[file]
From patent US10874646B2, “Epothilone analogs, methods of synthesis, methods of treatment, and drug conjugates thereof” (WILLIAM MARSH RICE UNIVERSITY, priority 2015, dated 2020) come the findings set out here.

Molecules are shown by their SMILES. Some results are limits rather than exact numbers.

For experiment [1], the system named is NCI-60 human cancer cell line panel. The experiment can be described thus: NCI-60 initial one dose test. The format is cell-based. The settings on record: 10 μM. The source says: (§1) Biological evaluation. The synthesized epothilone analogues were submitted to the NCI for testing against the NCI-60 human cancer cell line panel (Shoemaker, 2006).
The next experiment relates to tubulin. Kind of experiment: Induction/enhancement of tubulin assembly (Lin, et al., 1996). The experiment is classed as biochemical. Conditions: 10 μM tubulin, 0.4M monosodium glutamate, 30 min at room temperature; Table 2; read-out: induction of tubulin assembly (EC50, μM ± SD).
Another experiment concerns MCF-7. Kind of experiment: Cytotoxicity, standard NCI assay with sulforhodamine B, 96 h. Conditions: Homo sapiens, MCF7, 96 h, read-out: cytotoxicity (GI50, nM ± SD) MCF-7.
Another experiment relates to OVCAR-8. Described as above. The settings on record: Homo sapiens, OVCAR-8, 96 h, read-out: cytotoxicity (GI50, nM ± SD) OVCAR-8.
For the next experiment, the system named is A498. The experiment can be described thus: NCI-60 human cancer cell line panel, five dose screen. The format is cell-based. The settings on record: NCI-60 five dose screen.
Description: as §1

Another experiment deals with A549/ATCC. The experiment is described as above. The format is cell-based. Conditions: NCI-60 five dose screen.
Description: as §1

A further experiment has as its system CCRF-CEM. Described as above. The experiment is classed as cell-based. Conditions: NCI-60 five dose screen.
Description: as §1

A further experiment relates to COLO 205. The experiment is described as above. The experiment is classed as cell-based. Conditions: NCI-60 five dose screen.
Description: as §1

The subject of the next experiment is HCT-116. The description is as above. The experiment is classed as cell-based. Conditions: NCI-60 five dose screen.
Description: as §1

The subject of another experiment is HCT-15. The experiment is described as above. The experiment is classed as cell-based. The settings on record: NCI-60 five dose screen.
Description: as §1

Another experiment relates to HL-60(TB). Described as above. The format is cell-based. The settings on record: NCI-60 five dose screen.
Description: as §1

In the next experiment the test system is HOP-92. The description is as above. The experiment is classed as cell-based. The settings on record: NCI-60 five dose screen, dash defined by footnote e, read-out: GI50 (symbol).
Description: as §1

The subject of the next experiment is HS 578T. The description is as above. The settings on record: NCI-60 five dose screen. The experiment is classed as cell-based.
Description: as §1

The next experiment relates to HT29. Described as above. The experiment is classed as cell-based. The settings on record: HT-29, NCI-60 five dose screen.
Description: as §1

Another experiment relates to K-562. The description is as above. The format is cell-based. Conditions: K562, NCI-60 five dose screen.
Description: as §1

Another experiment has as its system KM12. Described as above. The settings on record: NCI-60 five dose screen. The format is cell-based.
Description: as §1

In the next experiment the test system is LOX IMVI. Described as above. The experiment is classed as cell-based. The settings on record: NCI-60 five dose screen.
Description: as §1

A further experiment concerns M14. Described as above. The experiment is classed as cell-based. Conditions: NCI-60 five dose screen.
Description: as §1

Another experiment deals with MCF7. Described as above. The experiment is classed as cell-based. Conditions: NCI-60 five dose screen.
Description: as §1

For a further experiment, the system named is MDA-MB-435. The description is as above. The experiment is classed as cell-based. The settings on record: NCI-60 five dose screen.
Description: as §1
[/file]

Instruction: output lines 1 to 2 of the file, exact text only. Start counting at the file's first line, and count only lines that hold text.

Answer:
From patent US10874646B2, “Epothilone analogs, methods of synthesis, methods of treatment, and drug conjugates thereof” (WILLIAM MARSH RICE UNIVERSITY, priority 2015, dated 2020) come the findings set out here.

Molecules are shown by their SMILES. Some results are limits rather than exact numbers.